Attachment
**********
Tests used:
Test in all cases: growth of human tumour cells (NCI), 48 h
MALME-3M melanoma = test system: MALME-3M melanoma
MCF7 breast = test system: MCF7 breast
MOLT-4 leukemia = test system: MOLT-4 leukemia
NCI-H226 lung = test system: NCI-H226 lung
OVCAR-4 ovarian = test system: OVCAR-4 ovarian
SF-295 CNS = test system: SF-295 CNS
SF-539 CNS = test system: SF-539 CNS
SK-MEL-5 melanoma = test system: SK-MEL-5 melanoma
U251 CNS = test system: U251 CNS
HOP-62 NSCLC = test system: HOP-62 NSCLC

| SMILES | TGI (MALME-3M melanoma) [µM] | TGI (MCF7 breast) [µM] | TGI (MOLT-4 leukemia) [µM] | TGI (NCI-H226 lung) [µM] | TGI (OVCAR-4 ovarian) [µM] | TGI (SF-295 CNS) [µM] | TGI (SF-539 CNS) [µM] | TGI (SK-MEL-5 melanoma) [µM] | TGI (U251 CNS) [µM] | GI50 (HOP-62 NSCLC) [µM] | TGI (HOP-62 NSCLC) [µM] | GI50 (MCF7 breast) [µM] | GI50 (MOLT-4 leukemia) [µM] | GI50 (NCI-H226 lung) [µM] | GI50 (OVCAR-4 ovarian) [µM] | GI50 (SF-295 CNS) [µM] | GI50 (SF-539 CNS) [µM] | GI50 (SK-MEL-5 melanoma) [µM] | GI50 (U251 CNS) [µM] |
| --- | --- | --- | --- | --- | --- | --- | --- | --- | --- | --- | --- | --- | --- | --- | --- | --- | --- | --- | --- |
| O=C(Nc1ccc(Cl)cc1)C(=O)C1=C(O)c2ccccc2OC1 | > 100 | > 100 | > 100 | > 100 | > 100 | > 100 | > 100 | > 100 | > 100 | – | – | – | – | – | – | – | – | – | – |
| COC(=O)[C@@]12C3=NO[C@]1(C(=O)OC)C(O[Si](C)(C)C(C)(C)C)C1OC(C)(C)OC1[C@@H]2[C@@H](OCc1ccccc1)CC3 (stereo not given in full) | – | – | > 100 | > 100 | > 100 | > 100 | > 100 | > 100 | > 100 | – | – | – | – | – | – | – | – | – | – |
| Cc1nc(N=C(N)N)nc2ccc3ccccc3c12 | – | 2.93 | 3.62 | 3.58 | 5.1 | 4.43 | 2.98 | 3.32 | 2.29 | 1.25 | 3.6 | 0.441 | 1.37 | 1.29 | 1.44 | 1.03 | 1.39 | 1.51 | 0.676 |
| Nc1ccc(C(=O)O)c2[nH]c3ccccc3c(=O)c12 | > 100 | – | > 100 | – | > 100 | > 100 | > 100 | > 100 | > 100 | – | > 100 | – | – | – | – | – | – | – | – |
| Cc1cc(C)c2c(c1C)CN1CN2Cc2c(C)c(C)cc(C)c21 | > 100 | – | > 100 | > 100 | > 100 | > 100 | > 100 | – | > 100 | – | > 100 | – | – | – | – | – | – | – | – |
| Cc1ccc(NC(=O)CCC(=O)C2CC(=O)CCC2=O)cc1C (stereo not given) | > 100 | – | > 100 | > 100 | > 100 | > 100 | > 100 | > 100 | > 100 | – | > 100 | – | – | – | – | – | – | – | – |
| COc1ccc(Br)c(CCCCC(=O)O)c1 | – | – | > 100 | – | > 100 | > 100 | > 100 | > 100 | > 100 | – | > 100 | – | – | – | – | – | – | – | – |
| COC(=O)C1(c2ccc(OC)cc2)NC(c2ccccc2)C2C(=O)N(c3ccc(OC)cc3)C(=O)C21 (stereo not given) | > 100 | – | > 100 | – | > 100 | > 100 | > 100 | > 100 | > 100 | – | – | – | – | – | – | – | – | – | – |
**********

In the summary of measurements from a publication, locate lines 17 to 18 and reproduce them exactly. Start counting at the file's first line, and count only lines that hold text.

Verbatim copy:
| Cc1nc(N=C(N)N)nc2ccc3ccccc3c12 | – | 2.93 | 3.62 | 3.58 | 5.1 | 4.43 | 2.98 | 3.32 | 2.29 | 1.25 | 3.6 | 0.441 | 1.37 | 1.29 | 1.44 | 1.03 | 1.39 | 1.51 | 0.676 |
| Nc1ccc(C(=O)O)c2[nH]c3ccccc3c(=O)c12 | > 100 | – | > 100 | – | > 100 | > 100 | > 100 | > 100 | > 100 | – | > 100 | – | – | – | – | – | – | – | – |